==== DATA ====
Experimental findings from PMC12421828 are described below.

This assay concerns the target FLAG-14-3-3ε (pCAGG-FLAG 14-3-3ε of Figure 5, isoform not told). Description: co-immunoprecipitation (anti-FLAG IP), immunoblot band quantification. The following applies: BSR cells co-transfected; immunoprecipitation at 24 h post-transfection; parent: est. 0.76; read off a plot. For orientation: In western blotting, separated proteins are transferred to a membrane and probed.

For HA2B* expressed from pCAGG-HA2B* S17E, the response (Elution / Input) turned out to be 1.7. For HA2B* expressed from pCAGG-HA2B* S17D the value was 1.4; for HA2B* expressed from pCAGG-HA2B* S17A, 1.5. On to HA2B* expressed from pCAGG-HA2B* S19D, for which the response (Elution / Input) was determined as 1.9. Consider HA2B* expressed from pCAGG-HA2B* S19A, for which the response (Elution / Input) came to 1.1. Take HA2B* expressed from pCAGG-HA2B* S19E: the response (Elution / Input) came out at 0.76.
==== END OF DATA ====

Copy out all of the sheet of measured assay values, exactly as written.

Experimental findings from PMC12421828 are described below.

This assay concerns the target FLAG-14-3-3ε (pCAGG-FLAG 14-3-3ε of Figure 5, isoform not told). Description: co-immunoprecipitation (anti-FLAG IP), immunoblot band quantification. The following applies: BSR cells co-transfected; immunoprecipitation at 24 h post-transfection; parent: est. 0.76; read off a plot. For orientation: In western blotting, separated proteins are transferred to a membrane and probed.

For HA2B* expressed from pCAGG-HA2B* S17E, the response (Elution / Input) turned out to be 1.7. For HA2B* expressed from pCAGG-HA2B* S17D the value was 1.4; for HA2B* expressed from pCAGG-HA2B* S17A, 1.5. On to HA2B* expressed from pCAGG-HA2B* S19D, for which the response (Elution / Input) was determined as 1.9. Consider HA2B* expressed from pCAGG-HA2B* S19A, for which the response (Elution / Input) came to 1.1. Take HA2B* expressed from pCAGG-HA2B* S19E: the response (Elution / Input) came out at 0.76.